Havemercy is a collaborative debut novel written by Jaida Jones and Danielle Bennett. In July, an indirect sequel (i.e., a related book with a different set of main characters, some of whom were introduced in the first book) called Shadow Magic was released. On its own, Havemercy has a satisfying ending, but as one of my favorite reads of this year so far, this character-driven fantasy/steampunk novel has me eager to read more by Jones and Bennett.
There are two main storylines that eventually merge in Havemercy, each focusing on two characters somehow brought together as the result of two separate scandals offending the same foreign country. One of these disgraceful situations was caused by Rook, a dragon rider in Volstov’s Dragon Corps. The wife of the diplomat from Arlemagne was perfectly happy to go to bed with him – until he tried to pay her afterward. Since the Dragon Corps are the main advantage Volstov has in its hundred year long war against Ke-Han, punishing them too harshly is out of the question. However, some measures must be taken to appease Arlemagne for mistaking a diplomat’s wife for a common prostitute. The solution is bringing in Thom, a bright student from the ‘Versity, to teach a sensitivity training course to the Dragon Corps. This task proves to be far harder than Thom anticipated – the Dragon Corps is rather spoiled, and Rook in particular takes a strong dislike to their new professor.
The other scandal involves Royston, a well-known magician who was in a relationship with Erik, a foreign prince from Arlemagne. Since the prince’s country is not as accepting of homosexuality as Royston’s, Erik betrays Royston once the connection between the two is discovered. He blames his entanglement with Royston on seduction by magic, even though Royston’s ability has nothing to do with charm. To appease the nation of Arlemagne, Royston is then exiled to his brother’s home in the countryside. While he is there, he meets the children’s tutor Hal, a very intelligent young man who is perhaps better suited to city life and a ‘Versity education than the country life Royston despises.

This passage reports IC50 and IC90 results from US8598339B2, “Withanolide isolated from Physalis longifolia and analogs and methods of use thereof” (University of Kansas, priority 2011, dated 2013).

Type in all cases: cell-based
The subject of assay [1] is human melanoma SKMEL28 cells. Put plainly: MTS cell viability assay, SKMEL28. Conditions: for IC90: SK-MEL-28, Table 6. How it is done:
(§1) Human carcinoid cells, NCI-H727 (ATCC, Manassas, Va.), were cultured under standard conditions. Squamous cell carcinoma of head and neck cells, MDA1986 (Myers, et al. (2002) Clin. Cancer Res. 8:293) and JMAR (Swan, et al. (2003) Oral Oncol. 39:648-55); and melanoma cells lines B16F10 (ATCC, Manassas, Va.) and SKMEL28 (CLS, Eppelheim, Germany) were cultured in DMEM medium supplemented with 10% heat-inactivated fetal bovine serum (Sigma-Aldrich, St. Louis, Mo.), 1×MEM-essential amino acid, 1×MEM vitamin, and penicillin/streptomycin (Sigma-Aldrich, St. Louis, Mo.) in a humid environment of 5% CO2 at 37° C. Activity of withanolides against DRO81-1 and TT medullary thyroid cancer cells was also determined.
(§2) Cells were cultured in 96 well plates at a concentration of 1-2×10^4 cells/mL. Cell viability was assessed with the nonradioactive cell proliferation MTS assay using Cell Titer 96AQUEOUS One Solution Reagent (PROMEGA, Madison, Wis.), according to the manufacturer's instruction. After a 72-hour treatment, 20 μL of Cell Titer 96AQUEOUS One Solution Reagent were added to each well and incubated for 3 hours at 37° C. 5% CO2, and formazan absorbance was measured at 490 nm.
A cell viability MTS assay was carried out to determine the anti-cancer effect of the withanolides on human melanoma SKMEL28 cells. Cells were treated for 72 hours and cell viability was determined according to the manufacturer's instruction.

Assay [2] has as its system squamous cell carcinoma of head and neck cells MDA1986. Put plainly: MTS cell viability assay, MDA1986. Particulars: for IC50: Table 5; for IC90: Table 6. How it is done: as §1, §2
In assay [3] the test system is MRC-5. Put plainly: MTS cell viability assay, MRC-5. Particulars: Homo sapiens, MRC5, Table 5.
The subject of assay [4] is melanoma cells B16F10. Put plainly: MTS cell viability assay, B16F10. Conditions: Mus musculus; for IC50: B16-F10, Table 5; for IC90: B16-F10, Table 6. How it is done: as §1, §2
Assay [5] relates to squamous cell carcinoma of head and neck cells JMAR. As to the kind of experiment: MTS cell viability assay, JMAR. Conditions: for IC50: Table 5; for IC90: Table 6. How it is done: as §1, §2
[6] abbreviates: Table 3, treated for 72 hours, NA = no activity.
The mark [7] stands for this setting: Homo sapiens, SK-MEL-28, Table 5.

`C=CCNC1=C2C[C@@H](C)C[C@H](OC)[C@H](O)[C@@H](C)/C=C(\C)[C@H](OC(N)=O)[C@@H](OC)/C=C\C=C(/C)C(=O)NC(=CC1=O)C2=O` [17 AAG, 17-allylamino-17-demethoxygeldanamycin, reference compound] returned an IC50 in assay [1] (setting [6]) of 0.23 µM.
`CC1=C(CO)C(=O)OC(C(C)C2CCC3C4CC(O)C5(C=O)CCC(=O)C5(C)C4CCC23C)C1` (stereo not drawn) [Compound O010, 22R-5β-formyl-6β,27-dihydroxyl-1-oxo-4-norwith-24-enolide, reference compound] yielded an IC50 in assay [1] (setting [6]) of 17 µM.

When the war against the Ke-Han takes an unexpected turn, it is up to these four very different men to use their unique positions to aid Volstov.
The main reason I picked up Havemercy was that I kept hearing it compared to Sarah Monette’s The Doctrine of Labyrinth series, which I’m sure you are all shocked to hear once again is one of my all-time favorites. There are definitely similarities – the emphasis on more character development than plot, the story told through the first person perspective of multiple characters, the setting being background without a lot of explanation, the contrast between the viewpoint of an educated person and an uneducated person who both grew up in the slums, and the inclusion of a gay wizard. However, it wasn’t quite as strong as Monette’s series, which had more vivid characters (but then, Monette’s characterization is first-rate and rarely matched). My personal preference is for darker books, too, and this was lighter than The Doctrine of Labyrinth series.
Havemercy was definitely well worth the read for fans of character driven fantasy, though. It is one of those stories in which the protagonists take the forefront and the plot is secondary so readers who prefer lots of action and adventure may be disappointed. That’s not to say that there is no action or adventure, but most of it is toward the end and felt rather rushed. As a reader who enjoys characterization the most, I didn’t care and found reading about these four very different men the main reason for reading this book.